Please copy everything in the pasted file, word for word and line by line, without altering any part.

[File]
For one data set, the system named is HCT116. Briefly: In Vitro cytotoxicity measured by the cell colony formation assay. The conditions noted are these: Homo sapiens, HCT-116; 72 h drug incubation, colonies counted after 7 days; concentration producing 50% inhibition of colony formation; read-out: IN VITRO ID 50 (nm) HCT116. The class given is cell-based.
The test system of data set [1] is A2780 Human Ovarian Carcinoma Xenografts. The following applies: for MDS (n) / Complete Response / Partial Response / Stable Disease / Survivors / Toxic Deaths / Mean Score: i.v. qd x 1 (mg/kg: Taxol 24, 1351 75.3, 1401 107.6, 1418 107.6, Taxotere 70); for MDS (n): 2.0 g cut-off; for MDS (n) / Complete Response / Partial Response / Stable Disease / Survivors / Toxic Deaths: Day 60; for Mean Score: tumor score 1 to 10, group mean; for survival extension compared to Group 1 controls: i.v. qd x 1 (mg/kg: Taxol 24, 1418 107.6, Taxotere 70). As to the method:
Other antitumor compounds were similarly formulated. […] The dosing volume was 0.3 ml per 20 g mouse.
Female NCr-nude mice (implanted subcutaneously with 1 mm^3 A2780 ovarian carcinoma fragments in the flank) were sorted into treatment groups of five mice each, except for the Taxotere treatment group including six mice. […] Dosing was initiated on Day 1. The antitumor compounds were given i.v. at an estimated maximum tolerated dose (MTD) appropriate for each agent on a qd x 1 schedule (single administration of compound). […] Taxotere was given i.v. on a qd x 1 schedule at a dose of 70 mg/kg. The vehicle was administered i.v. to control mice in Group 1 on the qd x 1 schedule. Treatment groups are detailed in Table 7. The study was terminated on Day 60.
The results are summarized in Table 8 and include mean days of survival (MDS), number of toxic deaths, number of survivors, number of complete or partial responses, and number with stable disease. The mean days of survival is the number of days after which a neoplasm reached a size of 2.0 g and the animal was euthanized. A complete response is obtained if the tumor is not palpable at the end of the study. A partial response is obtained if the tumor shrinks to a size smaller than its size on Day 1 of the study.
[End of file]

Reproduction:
For one data set, the system named is HCT116. Briefly: In Vitro cytotoxicity measured by the cell colony formation assay. The conditions noted are these: Homo sapiens, HCT-116; 72 h drug incubation, colonies counted after 7 days; concentration producing 50% inhibition of colony formation; read-out: IN VITRO ID 50 (nm) HCT116. The class given is cell-based.
The test system of data set [1] is A2780 Human Ovarian Carcinoma Xenografts. The following applies: for MDS (n) / Complete Response / Partial Response / Stable Disease / Survivors / Toxic Deaths / Mean Score: i.v. qd x 1 (mg/kg: Taxol 24, 1351 75.3, 1401 107.6, 1418 107.6, Taxotere 70); for MDS (n): 2.0 g cut-off; for MDS (n) / Complete Response / Partial Response / Stable Disease / Survivors / Toxic Deaths: Day 60; for Mean Score: tumor score 1 to 10, group mean; for survival extension compared to Group 1 controls: i.v. qd x 1 (mg/kg: Taxol 24, 1418 107.6, Taxotere 70). As to the method:
Other antitumor compounds were similarly formulated. […] The dosing volume was 0.3 ml per 20 g mouse.
Female NCr-nude mice (implanted subcutaneously with 1 mm^3 A2780 ovarian carcinoma fragments in the flank) were sorted into treatment groups of five mice each, except for the Taxotere treatment group including six mice. […] Dosing was initiated on Day 1. The antitumor compounds were given i.v. at an estimated maximum tolerated dose (MTD) appropriate for each agent on a qd x 1 schedule (single administration of compound). […] Taxotere was given i.v. on a qd x 1 schedule at a dose of 70 mg/kg. The vehicle was administered i.v. to control mice in Group 1 on the qd x 1 schedule. Treatment groups are detailed in Table 7. The study was terminated on Day 60.
The results are summarized in Table 8 and include mean days of survival (MDS), number of toxic deaths, number of survivors, number of complete or partial responses, and number with stable disease. The mean days of survival is the number of days after which a neoplasm reached a size of 2.0 g and the animal was euthanized. A complete response is obtained if the tumor is not palpable at the end of the study. A partial response is obtained if the tumor shrinks to a size smaller than its size on Day 1 of the study.